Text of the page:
The usual suspects in travel and hospitality are the most successful at leading the Google search game, but more than half of the total market share is still up for grabs.
Conductor, an organic search and content marketing company, tracked nearly 45,000 search terms that consumers used to find products, services and information in the first six months of 2018 to produce its Travel & Hospitality Market Leaders report.
The report identifies brands that consistently rank in the top organic spots in the United States for high volume and relevant searches for information or products.
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For the overall category of search across flights, hotels, cruises and other travel categories, TripAdvisor now leads, having surpassed Expedia in the fourth quarter of 2017.
But even at the top, TripAdvisor only owns 9% of the searches. Expedia is second with 8%, followed by Kayak and Hotels.com with 6% each. More than half - 56% - of the market share is not consistently held by one brand, which creates valuable opportunities for smaller suppliers to dominate search at the local level.
“For specific focused searches, there is a heavy degree of local competition going on,” says Christine Schrader, content marketing manager at Conductor.
“They aren’t fighting over the keyword ‘hotel,’ for example. That’s going to be owned by the big guys, the major chains. But they might be fighting over smaller things - when you are looking for a discount hotel in New York or a specific attraction in a specific place.”
The customer journey
TripAdvisor also leads search performance for travelers in the early stages of planning, garnering 9% of all organic searches, as travelers look for reviews, information and inspiration.
Over the years, the brand has built trust with its users that its reviews are accurate, and that has allowed them to curate those reviews into search-friendly content that directly answers common questions being asked on Google.
“You’ll see people asking questions in the TripAdvisor community, and then they [TripAdvisor] actually behind the scenes compiles these into search-friendly data that is localized, specific and based on real queries from real people within the community itself answering it. So they’ve been able to leverage it a lot more than a lot of these other review sites have been able to,” Schrader says.
For travelers in the middle part of their trip planning, as they compare destinations and properties and ask questions, U.S. News’ Travel site leads in search with 14%. In the late stage, Cheapflights.com has passed Expedia to take the top spot with 14%.
Cheapflights.com has also jumped ahead for flight-related search. It was in fourth place in December 2017 but now sits at first, with 13%, followed by Kayak (11%) and Expedia (9%).
Schrader credits Cheapflights.com’s success to a strong content strategy that is based on providing useful information on its blog, such as a detailed guide to different airline classes that ranks first for queries such as “flight classes,” “airline classes” and long-tail keywords like “What are the different flight classes?”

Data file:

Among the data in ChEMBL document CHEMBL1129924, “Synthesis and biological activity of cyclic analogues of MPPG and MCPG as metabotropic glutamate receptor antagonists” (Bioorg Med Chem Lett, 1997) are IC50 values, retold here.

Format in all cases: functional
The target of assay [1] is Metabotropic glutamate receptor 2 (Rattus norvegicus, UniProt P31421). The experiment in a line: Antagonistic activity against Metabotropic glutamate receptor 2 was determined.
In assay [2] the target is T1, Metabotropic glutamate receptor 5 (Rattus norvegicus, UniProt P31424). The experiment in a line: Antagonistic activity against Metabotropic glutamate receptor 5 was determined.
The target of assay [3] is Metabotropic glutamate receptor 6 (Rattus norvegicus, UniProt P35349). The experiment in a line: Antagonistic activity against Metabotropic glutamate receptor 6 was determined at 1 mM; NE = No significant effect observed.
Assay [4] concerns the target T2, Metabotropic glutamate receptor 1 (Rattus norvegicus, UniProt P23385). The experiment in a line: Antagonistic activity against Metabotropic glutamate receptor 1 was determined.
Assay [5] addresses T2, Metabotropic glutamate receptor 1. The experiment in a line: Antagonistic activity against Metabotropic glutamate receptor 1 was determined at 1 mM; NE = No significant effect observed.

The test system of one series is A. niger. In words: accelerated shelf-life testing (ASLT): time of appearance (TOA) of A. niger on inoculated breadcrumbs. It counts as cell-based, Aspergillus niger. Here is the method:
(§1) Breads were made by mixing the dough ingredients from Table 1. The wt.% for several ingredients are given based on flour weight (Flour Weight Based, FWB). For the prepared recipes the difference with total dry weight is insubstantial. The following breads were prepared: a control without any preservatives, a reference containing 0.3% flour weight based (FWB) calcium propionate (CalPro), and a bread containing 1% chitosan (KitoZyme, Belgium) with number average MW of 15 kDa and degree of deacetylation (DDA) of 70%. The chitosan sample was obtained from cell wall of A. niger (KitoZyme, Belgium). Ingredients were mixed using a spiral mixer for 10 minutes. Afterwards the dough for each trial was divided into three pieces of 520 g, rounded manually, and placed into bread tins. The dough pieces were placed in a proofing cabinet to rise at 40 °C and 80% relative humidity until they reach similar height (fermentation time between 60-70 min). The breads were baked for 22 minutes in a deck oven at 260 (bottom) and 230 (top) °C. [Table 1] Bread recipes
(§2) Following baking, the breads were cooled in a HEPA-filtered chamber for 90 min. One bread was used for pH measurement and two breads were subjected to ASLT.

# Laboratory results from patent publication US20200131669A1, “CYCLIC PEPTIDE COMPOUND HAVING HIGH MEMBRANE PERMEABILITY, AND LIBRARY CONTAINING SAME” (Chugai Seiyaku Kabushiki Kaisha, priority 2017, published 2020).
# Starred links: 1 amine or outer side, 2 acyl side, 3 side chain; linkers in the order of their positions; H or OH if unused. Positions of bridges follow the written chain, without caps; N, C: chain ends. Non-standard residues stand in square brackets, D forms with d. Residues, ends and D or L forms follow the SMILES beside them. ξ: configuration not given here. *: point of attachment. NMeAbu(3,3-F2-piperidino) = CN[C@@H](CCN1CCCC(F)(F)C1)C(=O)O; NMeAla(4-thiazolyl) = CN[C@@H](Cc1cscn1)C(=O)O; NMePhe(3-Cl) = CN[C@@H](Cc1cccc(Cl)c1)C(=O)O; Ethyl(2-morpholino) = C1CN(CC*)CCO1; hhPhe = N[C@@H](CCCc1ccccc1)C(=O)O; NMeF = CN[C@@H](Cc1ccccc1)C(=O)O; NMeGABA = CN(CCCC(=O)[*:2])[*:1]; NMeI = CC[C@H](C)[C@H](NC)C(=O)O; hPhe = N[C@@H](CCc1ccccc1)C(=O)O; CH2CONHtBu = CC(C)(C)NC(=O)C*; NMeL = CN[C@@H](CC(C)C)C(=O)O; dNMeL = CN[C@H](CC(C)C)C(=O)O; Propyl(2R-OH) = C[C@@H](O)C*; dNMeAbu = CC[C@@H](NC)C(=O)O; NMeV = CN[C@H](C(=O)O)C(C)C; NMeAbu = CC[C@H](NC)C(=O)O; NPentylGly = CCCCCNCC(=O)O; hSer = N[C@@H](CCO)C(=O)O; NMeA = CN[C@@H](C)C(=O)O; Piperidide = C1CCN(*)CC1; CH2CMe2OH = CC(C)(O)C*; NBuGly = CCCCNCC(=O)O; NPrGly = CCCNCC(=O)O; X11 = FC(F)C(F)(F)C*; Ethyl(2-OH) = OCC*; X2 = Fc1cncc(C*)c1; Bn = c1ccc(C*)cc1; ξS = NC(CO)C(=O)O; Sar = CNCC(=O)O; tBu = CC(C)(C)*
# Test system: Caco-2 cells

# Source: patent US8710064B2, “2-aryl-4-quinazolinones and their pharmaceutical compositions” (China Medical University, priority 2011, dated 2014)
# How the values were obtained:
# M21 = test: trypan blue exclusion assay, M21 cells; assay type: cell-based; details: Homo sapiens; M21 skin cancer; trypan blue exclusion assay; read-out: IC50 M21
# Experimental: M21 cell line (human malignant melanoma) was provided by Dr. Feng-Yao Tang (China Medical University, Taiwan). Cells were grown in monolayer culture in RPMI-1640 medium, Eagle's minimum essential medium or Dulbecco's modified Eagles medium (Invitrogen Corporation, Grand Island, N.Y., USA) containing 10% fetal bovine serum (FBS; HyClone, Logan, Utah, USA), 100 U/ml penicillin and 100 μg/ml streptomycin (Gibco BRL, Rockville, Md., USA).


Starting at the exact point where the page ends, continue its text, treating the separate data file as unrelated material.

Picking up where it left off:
Articles such as this allow the brand to capture the attention of travelers early in their planning, creating a relationship that pays off in the long run.
“If you provide something of value, something that fixes a problem or teaches them something and you aren’t asking anything in return, that sets up the brand as customer-first, and I’ll trust them with a later-stage purchase much more easily than I might otherwise,” she says.
For hotels, Hotels.com remains at the top with 18%, but TripAdvisor is catching up. Conductor found TripAdvisor has expanded its market share of the hotel category by 6% since 2017 to now own 17% of the searches. Expedia comes in third at 11%.
In the category of attractions , TripAdvisor leads (10%), followed by Planetware (8%), VacationIdea and U.S. News (both at 6%). And for cruises, Cruise Critic (11%) is at the top followed by Norwegian (10%) and Carnival (9%).
While Google displays a variety of types of search results, including images, news, videos and “answer boxes” - information pulled from one of the first 10 organic results - in travel and hospitality, the majority of the top results are local results, which are geotagged and link back to the business’ website.
“You’ll see a lot of the smaller players jostling in those local results,” Schrader says.
“The smaller players are able to get very specific for Google about that local thing. These queries are localized to one market, to one place, to one set of searches. These are really important because … Google’s algorithm decides what kind of content are people really looking for - what are they clicking on. It takes that into account and serves them more of that.”
Conductor reports hotel reservations and airline tickets are the most frequently purchased items on mobile after clothing. Analyzing two large markets, New York and Los Angeles, the study found Expedia, TripAdvisor and Kayak lead mobile searches.
“Even more than the marketing community as a whole, for travel in particular you are talking about really driving people along the sales funnel as they are doing these things on phones and tablets,” Schrader says.
She says Conductor will continue to explore this category of search now that Google is shifting to mobile-first indexing.
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